A report from the UK’s Education Policy Institute (EPI) has found that a “disadvantage gap” has emerged between English pupils aged 16-19, with poorer students finding themselves up to five grades behind their wealthier peers.
The EPI has declared that the attainment gap between disadvantaged pupils and others is “one of the greatest challenges facing England’s education system,” warning that “the gap grows larger in each phase of education.”
On average, the study found that, by the time students reached the age of 16-19, they were the equivalent of three grades behind more affluent peers, with some in particularly disadvantaged parts of England as much as five grades behind.
To address the problems outlined by the EPI, the group stated that there is a “strong case” for more funding to prevent the disadvantage gap from expanding further, fixing problems such as lower teaching hours and support in the state sector than those in private schools would receive.
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The UK government has already sought to address the existing inequalities within the education sector, pledging to provide more than £530 million ($738.83 million) in support for A-Level students who are at risk of falling behind.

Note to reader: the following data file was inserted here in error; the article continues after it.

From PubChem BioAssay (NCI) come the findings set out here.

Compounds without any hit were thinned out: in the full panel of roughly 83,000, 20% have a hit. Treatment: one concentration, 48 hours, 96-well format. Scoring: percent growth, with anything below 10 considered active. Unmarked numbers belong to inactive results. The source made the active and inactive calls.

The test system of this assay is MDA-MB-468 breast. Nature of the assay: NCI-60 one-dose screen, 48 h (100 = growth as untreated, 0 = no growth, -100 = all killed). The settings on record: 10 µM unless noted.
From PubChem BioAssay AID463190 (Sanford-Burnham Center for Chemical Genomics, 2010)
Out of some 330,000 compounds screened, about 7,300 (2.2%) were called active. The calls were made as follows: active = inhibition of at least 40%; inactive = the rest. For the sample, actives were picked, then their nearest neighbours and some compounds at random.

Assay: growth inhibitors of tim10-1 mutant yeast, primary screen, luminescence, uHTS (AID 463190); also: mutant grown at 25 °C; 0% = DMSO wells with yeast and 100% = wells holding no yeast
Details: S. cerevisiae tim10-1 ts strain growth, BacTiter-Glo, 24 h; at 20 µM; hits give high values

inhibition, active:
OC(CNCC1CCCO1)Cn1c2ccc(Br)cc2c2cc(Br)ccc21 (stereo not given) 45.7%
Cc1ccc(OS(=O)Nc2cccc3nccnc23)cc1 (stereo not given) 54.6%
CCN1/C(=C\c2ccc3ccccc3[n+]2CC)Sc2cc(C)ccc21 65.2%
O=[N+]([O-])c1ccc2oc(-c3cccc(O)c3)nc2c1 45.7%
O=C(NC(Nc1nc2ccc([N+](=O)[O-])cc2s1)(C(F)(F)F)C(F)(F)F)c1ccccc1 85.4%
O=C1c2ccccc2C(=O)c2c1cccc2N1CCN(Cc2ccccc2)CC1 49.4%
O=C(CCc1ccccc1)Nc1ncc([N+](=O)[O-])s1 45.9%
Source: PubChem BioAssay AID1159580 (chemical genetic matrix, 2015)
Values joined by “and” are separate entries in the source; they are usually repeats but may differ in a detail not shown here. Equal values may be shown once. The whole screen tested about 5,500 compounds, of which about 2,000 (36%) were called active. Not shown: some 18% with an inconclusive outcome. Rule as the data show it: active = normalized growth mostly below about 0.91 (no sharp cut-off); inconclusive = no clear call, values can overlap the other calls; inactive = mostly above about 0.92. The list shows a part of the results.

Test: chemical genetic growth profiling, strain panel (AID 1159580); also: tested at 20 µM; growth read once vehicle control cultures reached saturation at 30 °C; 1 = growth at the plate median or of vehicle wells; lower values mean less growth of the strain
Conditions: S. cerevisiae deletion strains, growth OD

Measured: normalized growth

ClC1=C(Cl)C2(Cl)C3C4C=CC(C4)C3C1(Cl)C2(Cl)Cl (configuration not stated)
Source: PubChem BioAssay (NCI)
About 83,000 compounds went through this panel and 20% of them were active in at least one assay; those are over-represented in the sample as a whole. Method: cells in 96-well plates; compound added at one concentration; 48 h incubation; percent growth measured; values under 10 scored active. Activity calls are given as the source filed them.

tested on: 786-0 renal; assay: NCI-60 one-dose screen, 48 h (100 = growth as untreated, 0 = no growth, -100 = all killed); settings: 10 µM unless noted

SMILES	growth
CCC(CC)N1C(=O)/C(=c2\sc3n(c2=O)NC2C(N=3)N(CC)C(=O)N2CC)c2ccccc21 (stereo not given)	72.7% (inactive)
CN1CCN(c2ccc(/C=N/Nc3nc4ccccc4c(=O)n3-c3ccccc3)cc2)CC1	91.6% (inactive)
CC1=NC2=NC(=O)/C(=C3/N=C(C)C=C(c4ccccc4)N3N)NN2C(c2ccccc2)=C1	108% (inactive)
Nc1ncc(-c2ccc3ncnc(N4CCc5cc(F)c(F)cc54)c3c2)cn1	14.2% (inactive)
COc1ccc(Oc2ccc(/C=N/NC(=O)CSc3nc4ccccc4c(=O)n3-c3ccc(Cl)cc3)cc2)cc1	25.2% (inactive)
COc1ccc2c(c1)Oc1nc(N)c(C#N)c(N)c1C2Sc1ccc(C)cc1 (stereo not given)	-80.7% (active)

The EPI was swift to highlight that the issues outlined in their latest report “predate the pandemic” and that the virus “may have exacerbated the disadvantage attainment gap,” raising concern that the support currently offered will not be enough to protect pupils who are already affected by “deep-seated inequalities” in the education sector.
The EPI is an independent and evidence-based research institute that seeks to promote high-quality education outcomes. The group has had a particular focus on looking at ways to address differences caused by the social background of students throughout the education sector.
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